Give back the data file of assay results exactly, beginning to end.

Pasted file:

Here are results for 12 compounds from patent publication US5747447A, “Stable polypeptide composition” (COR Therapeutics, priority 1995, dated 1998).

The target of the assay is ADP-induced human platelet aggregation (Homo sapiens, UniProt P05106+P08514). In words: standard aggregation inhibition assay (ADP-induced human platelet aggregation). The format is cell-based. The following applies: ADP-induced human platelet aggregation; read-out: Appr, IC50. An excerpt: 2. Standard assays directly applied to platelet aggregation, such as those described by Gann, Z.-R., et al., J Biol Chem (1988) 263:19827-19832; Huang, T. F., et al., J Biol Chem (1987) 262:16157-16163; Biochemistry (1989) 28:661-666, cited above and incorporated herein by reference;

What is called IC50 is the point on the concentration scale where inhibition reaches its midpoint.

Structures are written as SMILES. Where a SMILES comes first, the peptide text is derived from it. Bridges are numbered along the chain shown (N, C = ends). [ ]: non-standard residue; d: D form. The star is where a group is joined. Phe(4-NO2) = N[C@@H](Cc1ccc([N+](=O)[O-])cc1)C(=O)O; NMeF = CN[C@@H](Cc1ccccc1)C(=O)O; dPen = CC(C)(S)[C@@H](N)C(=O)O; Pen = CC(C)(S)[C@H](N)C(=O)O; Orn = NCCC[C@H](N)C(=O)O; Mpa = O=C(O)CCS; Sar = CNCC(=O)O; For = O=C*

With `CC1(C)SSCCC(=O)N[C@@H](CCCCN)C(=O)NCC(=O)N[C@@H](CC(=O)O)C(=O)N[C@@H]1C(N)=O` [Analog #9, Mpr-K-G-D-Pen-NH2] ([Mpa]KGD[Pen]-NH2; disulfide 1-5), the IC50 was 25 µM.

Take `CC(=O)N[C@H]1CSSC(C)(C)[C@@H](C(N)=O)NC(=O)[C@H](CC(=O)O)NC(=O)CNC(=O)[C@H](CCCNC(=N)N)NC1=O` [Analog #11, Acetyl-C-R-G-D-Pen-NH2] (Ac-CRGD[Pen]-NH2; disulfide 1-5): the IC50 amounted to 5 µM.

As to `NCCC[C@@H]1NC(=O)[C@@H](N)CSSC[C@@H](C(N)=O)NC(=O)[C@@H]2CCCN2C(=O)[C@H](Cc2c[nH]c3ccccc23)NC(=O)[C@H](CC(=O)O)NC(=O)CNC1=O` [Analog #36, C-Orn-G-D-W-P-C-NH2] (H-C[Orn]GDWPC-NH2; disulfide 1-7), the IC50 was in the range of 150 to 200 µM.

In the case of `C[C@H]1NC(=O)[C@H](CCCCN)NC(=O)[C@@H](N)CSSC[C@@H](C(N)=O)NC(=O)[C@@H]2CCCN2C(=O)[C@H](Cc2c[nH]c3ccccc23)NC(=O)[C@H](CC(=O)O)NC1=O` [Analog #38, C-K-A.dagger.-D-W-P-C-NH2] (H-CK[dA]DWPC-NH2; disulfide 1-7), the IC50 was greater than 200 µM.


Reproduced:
Here are results for 12 compounds from patent publication US5747447A, “Stable polypeptide composition” (COR Therapeutics, priority 1995, dated 1998).

The target of the assay is ADP-induced human platelet aggregation (Homo sapiens, UniProt P05106+P08514). In words: standard aggregation inhibition assay (ADP-induced human platelet aggregation). The format is cell-based. The following applies: ADP-induced human platelet aggregation; read-out: Appr, IC50. An excerpt: 2. Standard assays directly applied to platelet aggregation, such as those described by Gann, Z.-R., et al., J Biol Chem (1988) 263:19827-19832; Huang, T. F., et al., J Biol Chem (1987) 262:16157-16163; Biochemistry (1989) 28:661-666, cited above and incorporated herein by reference;

What is called IC50 is the point on the concentration scale where inhibition reaches its midpoint.

Structures are written as SMILES. Where a SMILES comes first, the peptide text is derived from it. Bridges are numbered along the chain shown (N, C = ends). [ ]: non-standard residue; d: D form. The star is where a group is joined. Phe(4-NO2) = N[C@@H](Cc1ccc([N+](=O)[O-])cc1)C(=O)O; NMeF = CN[C@@H](Cc1ccccc1)C(=O)O; dPen = CC(C)(S)[C@@H](N)C(=O)O; Pen = CC(C)(S)[C@H](N)C(=O)O; Orn = NCCC[C@H](N)C(=O)O; Mpa = O=C(O)CCS; Sar = CNCC(=O)O; For = O=C*

With `CC1(C)SSCCC(=O)N[C@@H](CCCCN)C(=O)NCC(=O)N[C@@H](CC(=O)O)C(=O)N[C@@H]1C(N)=O` [Analog #9, Mpr-K-G-D-Pen-NH2] ([Mpa]KGD[Pen]-NH2; disulfide 1-5), the IC50 was 25 µM.

Take `CC(=O)N[C@H]1CSSC(C)(C)[C@@H](C(N)=O)NC(=O)[C@H](CC(=O)O)NC(=O)CNC(=O)[C@H](CCCNC(=N)N)NC1=O` [Analog #11, Acetyl-C-R-G-D-Pen-NH2] (Ac-CRGD[Pen]-NH2; disulfide 1-5): the IC50 amounted to 5 µM.

As to `NCCC[C@@H]1NC(=O)[C@@H](N)CSSC[C@@H](C(N)=O)NC(=O)[C@@H]2CCCN2C(=O)[C@H](Cc2c[nH]c3ccccc23)NC(=O)[C@H](CC(=O)O)NC(=O)CNC1=O` [Analog #36, C-Orn-G-D-W-P-C-NH2] (H-C[Orn]GDWPC-NH2; disulfide 1-7), the IC50 was in the range of 150 to 200 µM.

In the case of `C[C@H]1NC(=O)[C@H](CCCCN)NC(=O)[C@@H](N)CSSC[C@@H](C(N)=O)NC(=O)[C@@H]2CCCN2C(=O)[C@H](Cc2c[nH]c3ccccc23)NC(=O)[C@H](CC(=O)O)NC1=O` [Analog #38, C-K-A.dagger.-D-W-P-C-NH2] (H-CK[dA]DWPC-NH2; disulfide 1-7), the IC50 was greater than 200 µM.